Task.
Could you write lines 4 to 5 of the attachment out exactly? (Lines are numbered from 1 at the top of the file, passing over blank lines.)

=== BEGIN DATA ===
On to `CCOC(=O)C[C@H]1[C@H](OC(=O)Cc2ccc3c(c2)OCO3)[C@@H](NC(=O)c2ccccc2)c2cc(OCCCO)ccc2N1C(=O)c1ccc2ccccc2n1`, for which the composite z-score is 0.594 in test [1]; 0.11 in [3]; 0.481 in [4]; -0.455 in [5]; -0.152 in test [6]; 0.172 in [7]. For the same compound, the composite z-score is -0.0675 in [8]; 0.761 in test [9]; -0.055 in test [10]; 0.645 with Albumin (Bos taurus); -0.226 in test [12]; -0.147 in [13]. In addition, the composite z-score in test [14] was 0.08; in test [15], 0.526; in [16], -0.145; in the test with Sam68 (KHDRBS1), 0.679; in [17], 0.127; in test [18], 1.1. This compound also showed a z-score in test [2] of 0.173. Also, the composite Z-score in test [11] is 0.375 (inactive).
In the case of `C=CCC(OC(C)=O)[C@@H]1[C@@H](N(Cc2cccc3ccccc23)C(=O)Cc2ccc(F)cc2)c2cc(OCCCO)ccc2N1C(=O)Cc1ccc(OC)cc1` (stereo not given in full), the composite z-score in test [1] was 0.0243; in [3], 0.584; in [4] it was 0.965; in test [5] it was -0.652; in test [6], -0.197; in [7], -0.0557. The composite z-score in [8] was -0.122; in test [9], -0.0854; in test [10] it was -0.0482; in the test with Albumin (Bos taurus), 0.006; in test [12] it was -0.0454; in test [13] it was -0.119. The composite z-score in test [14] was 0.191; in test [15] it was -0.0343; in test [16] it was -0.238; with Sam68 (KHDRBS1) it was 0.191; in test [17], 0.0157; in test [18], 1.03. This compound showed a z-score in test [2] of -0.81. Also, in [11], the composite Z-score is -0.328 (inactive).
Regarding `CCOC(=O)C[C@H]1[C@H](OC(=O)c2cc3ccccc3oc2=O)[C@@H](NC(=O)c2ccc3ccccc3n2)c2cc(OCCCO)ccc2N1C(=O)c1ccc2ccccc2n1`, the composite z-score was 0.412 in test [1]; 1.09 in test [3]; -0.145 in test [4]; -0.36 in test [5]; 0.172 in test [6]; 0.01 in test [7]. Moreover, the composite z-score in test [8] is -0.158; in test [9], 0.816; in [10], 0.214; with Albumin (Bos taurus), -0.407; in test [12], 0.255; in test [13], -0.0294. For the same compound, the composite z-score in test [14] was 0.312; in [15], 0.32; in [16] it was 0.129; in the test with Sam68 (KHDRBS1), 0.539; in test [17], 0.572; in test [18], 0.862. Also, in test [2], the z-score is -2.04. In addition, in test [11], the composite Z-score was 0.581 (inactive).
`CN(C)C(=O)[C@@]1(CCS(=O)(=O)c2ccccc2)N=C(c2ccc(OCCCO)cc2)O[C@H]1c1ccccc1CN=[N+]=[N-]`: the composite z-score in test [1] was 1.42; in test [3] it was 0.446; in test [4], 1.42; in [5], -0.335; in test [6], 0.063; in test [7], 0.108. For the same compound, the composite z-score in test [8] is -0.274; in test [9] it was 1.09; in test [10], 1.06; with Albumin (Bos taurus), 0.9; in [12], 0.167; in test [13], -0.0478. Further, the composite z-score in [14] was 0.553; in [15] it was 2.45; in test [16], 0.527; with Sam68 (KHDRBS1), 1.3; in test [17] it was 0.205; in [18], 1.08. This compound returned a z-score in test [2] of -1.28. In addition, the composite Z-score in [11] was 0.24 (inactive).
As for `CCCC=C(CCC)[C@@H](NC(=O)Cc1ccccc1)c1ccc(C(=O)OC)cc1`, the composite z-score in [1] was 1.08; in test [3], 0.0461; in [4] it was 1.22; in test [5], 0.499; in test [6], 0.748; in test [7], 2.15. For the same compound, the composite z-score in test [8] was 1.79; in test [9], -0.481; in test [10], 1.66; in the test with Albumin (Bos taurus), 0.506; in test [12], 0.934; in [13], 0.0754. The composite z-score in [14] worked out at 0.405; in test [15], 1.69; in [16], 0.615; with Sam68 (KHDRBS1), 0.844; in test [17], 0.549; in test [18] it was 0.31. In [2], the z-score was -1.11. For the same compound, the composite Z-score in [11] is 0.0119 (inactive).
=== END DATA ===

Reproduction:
`CN(C)C(=O)[C@@]1(CCS(=O)(=O)c2ccccc2)N=C(c2ccc(OCCCO)cc2)O[C@H]1c1ccccc1CN=[N+]=[N-]`: the composite z-score in test [1] was 1.42; in test [3] it was 0.446; in test [4], 1.42; in [5], -0.335; in test [6], 0.063; in test [7], 0.108. For the same compound, the composite z-score in test [8] is -0.274; in test [9] it was 1.09; in test [10], 1.06; with Albumin (Bos taurus), 0.9; in [12], 0.167; in test [13], -0.0478. Further, the composite z-score in [14] was 0.553; in [15] it was 2.45; in test [16], 0.527; with Sam68 (KHDRBS1), 1.3; in test [17] it was 0.205; in [18], 1.08. This compound returned a z-score in test [2] of -1.28. In addition, the composite Z-score in [11] was 0.24 (inactive).
As for `CCCC=C(CCC)[C@@H](NC(=O)Cc1ccccc1)c1ccc(C(=O)OC)cc1`, the composite z-score in [1] was 1.08; in test [3], 0.0461; in [4] it was 1.22; in test [5], 0.499; in test [6], 0.748; in test [7], 2.15. For the same compound, the composite z-score in test [8] was 1.79; in test [9], -0.481; in test [10], 1.66; in the test with Albumin (Bos taurus), 0.506; in test [12], 0.934; in [13], 0.0754. The composite z-score in [14] worked out at 0.405; in test [15], 1.69; in [16], 0.615; with Sam68 (KHDRBS1), 0.844; in test [17], 0.549; in test [18] it was 0.31. In [2], the z-score was -1.11. For the same compound, the composite Z-score in [11] is 0.0119 (inactive).